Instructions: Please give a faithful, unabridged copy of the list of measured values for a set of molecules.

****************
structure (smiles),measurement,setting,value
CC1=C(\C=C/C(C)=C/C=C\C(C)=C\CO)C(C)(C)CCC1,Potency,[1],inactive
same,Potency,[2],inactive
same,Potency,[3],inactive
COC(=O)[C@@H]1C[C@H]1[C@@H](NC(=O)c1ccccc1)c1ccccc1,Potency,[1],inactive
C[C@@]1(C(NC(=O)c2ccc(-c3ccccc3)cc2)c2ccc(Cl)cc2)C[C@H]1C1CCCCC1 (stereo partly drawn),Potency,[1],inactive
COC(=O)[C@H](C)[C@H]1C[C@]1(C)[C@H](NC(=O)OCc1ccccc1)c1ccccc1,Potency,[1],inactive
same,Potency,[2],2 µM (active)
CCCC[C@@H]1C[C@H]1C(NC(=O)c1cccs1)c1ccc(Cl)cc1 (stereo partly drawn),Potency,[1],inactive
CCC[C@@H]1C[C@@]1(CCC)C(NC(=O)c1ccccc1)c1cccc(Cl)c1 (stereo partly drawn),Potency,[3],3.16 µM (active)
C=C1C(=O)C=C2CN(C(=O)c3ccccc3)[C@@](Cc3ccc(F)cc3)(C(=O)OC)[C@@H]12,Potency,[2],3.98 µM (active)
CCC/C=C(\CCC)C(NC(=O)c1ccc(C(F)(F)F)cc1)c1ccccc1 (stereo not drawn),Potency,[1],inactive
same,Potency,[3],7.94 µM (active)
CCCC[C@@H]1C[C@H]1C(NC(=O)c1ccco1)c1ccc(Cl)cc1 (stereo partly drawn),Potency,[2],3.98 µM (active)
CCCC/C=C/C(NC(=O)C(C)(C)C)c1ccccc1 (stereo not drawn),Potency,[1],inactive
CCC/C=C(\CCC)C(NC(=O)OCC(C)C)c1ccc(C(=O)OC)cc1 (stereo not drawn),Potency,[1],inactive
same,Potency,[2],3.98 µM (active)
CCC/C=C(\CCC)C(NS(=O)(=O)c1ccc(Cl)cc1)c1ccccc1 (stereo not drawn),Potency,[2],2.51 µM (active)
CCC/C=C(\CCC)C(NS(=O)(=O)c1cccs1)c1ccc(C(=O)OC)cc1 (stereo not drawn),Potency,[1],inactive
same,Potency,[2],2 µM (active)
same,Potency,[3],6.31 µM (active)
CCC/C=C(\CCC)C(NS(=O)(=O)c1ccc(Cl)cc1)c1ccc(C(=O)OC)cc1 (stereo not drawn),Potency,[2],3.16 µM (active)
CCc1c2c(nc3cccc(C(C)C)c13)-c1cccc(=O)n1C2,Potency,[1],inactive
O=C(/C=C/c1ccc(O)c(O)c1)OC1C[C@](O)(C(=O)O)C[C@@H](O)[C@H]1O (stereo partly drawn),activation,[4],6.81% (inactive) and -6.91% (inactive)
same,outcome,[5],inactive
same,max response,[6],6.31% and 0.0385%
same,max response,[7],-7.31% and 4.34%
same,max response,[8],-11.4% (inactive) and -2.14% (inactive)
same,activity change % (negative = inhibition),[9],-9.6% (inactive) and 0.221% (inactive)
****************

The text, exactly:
structure (smiles),measurement,setting,value
CC1=C(\C=C/C(C)=C/C=C\C(C)=C\CO)C(C)(C)CCC1,Potency,[1],inactive
same,Potency,[2],inactive
same,Potency,[3],inactive
COC(=O)[C@@H]1C[C@H]1[C@@H](NC(=O)c1ccccc1)c1ccccc1,Potency,[1],inactive
C[C@@]1(C(NC(=O)c2ccc(-c3ccccc3)cc2)c2ccc(Cl)cc2)C[C@H]1C1CCCCC1 (stereo partly drawn),Potency,[1],inactive
COC(=O)[C@H](C)[C@H]1C[C@]1(C)[C@H](NC(=O)OCc1ccccc1)c1ccccc1,Potency,[1],inactive
same,Potency,[2],2 µM (active)
CCCC[C@@H]1C[C@H]1C(NC(=O)c1cccs1)c1ccc(Cl)cc1 (stereo partly drawn),Potency,[1],inactive
CCC[C@@H]1C[C@@]1(CCC)C(NC(=O)c1ccccc1)c1cccc(Cl)c1 (stereo partly drawn),Potency,[3],3.16 µM (active)
C=C1C(=O)C=C2CN(C(=O)c3ccccc3)[C@@](Cc3ccc(F)cc3)(C(=O)OC)[C@@H]12,Potency,[2],3.98 µM (active)
CCC/C=C(\CCC)C(NC(=O)c1ccc(C(F)(F)F)cc1)c1ccccc1 (stereo not drawn),Potency,[1],inactive
same,Potency,[3],7.94 µM (active)
CCCC[C@@H]1C[C@H]1C(NC(=O)c1ccco1)c1ccc(Cl)cc1 (stereo partly drawn),Potency,[2],3.98 µM (active)
CCCC/C=C/C(NC(=O)C(C)(C)C)c1ccccc1 (stereo not drawn),Potency,[1],inactive
CCC/C=C(\CCC)C(NC(=O)OCC(C)C)c1ccc(C(=O)OC)cc1 (stereo not drawn),Potency,[1],inactive
same,Potency,[2],3.98 µM (active)
CCC/C=C(\CCC)C(NS(=O)(=O)c1ccc(Cl)cc1)c1ccccc1 (stereo not drawn),Potency,[2],2.51 µM (active)
CCC/C=C(\CCC)C(NS(=O)(=O)c1cccs1)c1ccc(C(=O)OC)cc1 (stereo not drawn),Potency,[1],inactive
same,Potency,[2],2 µM (active)
same,Potency,[3],6.31 µM (active)
CCC/C=C(\CCC)C(NS(=O)(=O)c1ccc(Cl)cc1)c1ccc(C(=O)OC)cc1 (stereo not drawn),Potency,[2],3.16 µM (active)
CCc1c2c(nc3cccc(C(C)C)c13)-c1cccc(=O)n1C2,Potency,[1],inactive
O=C(/C=C/c1ccc(O)c(O)c1)OC1C[C@](O)(C(=O)O)C[C@@H](O)[C@H]1O (stereo partly drawn),activation,[4],6.81% (inactive) and -6.91% (inactive)
same,outcome,[5],inactive
same,max response,[6],6.31% and 0.0385%
same,max response,[7],-7.31% and 4.34%
same,max response,[8],-11.4% (inactive) and -2.14% (inactive)
same,activity change % (negative = inhibition),[9],-9.6% (inactive) and 0.221% (inactive)